Regeneration International Conference, 8 June 2015





June 8, 2015

Contact: Katherine Paul,, 207-653-3090


FINCA LUNA NUEVA, Costa Rica—Representatives from organizations as diverse as Texas A&M University, the Nelson Mandela Metropolitan University, Patagonia, Greenpeace and The Millennium Institute are participating in a three-day conference in Costa Rica. The participants are working together to develop and promote a significantly different approach to food production, land use and climate change, by harnessing natural systems to solve each issue in a related manner.

The conference, the first of a planned series of similar gatherings around the world, will focus on uniting movements, developing campaigns and creating a global media plan to communicate this critical message: The degradation of soil threatens both the food supply and the climate—and restoring soil health can reverse that damage.

“We have numerous published, peer-reviewed scientific papers showing that with the right agricultural techniques we can strip enough CO2 out of the atmosphere to reverse climate change.  This is a game changer,” said Andre Leu, co-author of a United Nations report on Soil Health and Climate Change.

Recent information released by the UN, the World Bank, the Rodale Institute, and governments that include the US, China and others is shows that the transference of carbon from the land to the atmosphere is more damaging than previously known, and also more opportunistic. Industrial agriculture—via chemicals and tilling—kills trillions of carbon-based organisms necessary to keep soil healthy.

“Nature has dealt with much worse levels of carbon in the atmosphere before our time. It has an engine, called photosynthesis, designed specifically to do this job. But unhealthy soil shuts down this process and traps the carbon in the air, disrupting the climate,” said Larry Kopald, the Carbon Underground.

Reports also show how regenerative farming and ranching techniques can restore soil, and also produce yields similar to industrial techniques, leading to far greater food security. In addition, healthy soil can reduce the amount of water necessary to grow crops by as much as 60 percent.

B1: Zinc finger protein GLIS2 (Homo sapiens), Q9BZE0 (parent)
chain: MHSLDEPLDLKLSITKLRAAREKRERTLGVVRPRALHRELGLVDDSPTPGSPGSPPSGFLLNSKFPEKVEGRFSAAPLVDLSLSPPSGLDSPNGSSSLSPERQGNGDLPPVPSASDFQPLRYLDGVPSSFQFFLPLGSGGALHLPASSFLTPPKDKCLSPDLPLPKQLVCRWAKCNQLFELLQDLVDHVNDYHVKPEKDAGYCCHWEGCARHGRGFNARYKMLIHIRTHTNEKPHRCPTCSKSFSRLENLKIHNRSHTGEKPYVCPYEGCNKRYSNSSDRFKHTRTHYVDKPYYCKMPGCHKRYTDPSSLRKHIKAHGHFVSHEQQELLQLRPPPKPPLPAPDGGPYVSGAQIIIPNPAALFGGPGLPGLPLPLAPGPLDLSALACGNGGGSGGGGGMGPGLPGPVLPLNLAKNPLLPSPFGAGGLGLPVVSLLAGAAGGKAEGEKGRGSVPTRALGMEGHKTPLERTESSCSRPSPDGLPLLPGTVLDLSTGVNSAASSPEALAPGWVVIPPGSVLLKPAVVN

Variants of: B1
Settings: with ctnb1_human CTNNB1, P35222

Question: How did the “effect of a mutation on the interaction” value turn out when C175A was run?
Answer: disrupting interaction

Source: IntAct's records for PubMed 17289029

“Bringing soil to the center of our consciousness and our planning is vital not only for the life of the soil, but also for the future of our society. Regenerative agriculture provides answers to the soil crisis, the food crisis, the health crisis, the climate crisis and the crisis of democracy,” said Vandana Shiva, global activist and author of Soil Not Oil.

The Regenerative International Conference will focus on food production techniques, food quality, drawing down CO2 from the atmosphere, and the economic impact on farmers, businesses and governments due to lower costs on food production, healthcare and climate change adaptation.

“This is new science that’s connecting the food issues with the climate issue, making it more and more clear that by fixing the soil, and fixing the way we produce food, we can fix the climate as well,” said Ronnie Cummins, international director of the Organic Consumers Association.

Business representatives spoke about the responsibility to keep the supply chain—especially natural resources—both viable and affordable.

“At Patagonia we are always focused on producing great products that create no unnecessary harm to the planet. We are now seeing that by supporting regenerative methods for how we grow our cotton or how we source materials for our health bars can actually have a healing, positive impact on the planet. This is a huge opportunity for business to make a difference, while also achieving financial business goals,”  said Rick Ridgway, global sustainability director, Patagonia

The Regeneration International Working Group was formed to counter the growing global push for so-called “Sustainable Intensification” based on GMOs and the increased use of toxic pesticides and fertilizers, and to promote the multifunctional benefits of regenerative forms of agriculture such as agro-ecology, holistic grazing, cover cropping, permaculture, and agroforestry.

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By Ronnie Cummins – Common Dreams, 18 June 2015

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8 June 2015

[Spanish] 8 de junio 2015

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